Voting is an important civic duty and we encourage all staff members to exercise this right. Although we hope our staff members can find the time before and/or after work to vote, we certainly can make reasonable schedule accommodations for a staff member if they let us know of this scheduling need in advance. Should this be the case, the staff member should reach out to their leadership team.
This is one of the topics under Guidelines and Policies on our intercompany website. It’s listed along with such topics as Bereavement, Jury Duty, and even Relocation Guidelines and Social Media Guidelines.
In writing this blog, I was all set to talk about how ALL U.S. employers are required to allow an employee time to vote and that I appreciate how Room & Board very clearly states it as part of our policy. But with a little bit of Google research, it didn’t take me long to see that that’s not the case at all. A person’s right to take time from work to vote is really decided on a state-by-state basis. Depending on where you live, the answer may be: “of course!” “nope” or “well, it depends” – even during a presidential election.
There are currently 30 states with varying laws regarding employee voting rights and 20 other states with no laws at all. Of the 30 states with laws, 18 of those states have no penalties at all if your employer chooses to deny you time off to vote. Even with laws, some employers may choose to mark any time off needed for voting as unpaid.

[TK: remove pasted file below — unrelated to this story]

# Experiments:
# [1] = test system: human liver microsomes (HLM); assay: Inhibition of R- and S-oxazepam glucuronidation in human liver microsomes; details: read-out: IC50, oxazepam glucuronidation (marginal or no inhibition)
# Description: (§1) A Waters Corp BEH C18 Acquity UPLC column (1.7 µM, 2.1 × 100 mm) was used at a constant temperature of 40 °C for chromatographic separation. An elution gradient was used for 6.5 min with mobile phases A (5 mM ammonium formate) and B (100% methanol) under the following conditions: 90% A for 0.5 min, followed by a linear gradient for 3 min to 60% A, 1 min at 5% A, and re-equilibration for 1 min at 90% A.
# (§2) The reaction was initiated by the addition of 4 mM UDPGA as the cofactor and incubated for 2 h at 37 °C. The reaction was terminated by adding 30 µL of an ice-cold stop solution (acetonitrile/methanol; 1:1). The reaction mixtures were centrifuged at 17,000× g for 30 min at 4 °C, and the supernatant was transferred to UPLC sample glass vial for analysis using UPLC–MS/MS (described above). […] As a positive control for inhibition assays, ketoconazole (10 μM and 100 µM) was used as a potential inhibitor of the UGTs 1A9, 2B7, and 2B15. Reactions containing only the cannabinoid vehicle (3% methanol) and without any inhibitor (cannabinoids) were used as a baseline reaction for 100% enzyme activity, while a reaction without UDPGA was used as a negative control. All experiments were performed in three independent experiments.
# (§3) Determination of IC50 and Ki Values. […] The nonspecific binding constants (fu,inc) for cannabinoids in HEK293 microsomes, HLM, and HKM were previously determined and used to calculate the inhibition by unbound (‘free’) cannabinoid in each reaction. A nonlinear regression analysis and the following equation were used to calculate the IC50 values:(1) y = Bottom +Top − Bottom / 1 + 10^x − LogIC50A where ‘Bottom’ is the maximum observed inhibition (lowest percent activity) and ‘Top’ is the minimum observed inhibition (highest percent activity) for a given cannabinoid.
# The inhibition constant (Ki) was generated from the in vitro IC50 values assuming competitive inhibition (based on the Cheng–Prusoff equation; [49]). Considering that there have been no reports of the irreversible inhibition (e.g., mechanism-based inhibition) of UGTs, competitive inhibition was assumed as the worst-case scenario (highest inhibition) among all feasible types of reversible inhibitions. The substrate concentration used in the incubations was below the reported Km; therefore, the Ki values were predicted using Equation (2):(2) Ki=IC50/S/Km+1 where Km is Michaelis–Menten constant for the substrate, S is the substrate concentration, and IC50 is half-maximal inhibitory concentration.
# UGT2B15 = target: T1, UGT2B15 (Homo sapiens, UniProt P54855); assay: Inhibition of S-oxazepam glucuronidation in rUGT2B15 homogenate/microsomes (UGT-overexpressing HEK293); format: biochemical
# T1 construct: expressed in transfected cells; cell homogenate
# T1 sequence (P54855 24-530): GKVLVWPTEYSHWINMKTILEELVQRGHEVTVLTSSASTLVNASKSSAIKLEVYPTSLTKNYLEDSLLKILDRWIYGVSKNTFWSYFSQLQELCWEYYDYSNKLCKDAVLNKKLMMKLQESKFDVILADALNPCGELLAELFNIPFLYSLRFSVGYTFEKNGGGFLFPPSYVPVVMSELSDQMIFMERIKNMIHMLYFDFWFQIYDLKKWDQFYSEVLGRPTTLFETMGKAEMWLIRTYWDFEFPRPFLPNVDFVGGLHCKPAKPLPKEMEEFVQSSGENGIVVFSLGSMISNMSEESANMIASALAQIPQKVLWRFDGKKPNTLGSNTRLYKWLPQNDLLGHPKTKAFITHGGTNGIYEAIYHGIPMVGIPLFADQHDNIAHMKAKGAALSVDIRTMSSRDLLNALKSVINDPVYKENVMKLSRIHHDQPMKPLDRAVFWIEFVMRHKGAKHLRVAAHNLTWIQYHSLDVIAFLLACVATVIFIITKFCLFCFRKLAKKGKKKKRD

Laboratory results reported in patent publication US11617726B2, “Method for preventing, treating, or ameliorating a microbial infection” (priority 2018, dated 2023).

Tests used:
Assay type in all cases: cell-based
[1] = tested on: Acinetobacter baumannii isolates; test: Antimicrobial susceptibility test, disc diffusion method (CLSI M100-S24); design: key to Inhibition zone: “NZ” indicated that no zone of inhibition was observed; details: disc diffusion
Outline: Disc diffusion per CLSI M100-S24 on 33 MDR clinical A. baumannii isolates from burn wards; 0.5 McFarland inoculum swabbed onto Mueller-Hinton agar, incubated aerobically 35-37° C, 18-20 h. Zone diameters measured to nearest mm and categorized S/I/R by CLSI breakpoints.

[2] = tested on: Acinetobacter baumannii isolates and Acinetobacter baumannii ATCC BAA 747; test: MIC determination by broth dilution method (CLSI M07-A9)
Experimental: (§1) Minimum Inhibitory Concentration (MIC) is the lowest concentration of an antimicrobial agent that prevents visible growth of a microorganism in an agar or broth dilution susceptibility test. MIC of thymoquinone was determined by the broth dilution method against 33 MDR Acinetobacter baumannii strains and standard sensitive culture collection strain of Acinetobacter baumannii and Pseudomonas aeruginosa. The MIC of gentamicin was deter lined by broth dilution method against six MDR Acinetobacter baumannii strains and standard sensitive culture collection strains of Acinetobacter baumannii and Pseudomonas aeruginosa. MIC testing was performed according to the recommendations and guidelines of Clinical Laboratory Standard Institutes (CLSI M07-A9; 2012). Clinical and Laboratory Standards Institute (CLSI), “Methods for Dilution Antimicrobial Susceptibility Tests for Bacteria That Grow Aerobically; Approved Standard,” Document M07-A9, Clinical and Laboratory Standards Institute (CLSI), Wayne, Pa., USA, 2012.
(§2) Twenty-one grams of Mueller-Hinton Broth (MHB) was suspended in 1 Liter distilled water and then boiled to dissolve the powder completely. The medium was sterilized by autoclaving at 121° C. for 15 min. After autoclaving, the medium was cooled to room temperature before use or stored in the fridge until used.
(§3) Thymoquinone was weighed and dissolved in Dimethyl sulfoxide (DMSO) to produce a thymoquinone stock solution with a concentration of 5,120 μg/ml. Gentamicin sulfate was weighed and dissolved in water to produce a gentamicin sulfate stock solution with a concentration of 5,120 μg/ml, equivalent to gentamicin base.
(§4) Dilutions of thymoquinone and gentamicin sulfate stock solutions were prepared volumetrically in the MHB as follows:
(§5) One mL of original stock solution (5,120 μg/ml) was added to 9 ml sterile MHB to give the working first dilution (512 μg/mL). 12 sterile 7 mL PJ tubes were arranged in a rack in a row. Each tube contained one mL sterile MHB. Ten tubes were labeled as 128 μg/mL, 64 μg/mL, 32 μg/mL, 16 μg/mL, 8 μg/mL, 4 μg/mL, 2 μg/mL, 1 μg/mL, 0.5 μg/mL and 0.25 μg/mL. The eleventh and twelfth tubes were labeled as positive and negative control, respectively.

With this new understanding, I’m even more thankful for our company policy, no matter what state in which you work. Room & Board believes that “each staff member is afforded the flexibility to balance his or her personal obligations with equal priority to the needs of the business.” Equal priority; I like that.
It’s a relationship that takes responsible commitment from both sides for it to work. Whether it be a sick child or a sick pet, car trouble or a long line at the polls – Room & Board works through each with trust and understanding and prefers to pay individuals for missed time and not reduce one’s pay or request the use of vacation time.
In the coming presidential election I don’t foresee needing to change my schedule in order to cast my very important vote, but if I did, I would trust that my leadership team and my company would be ok with it. It’s a thought that leaves me hopeful for the future – mine and my country’s.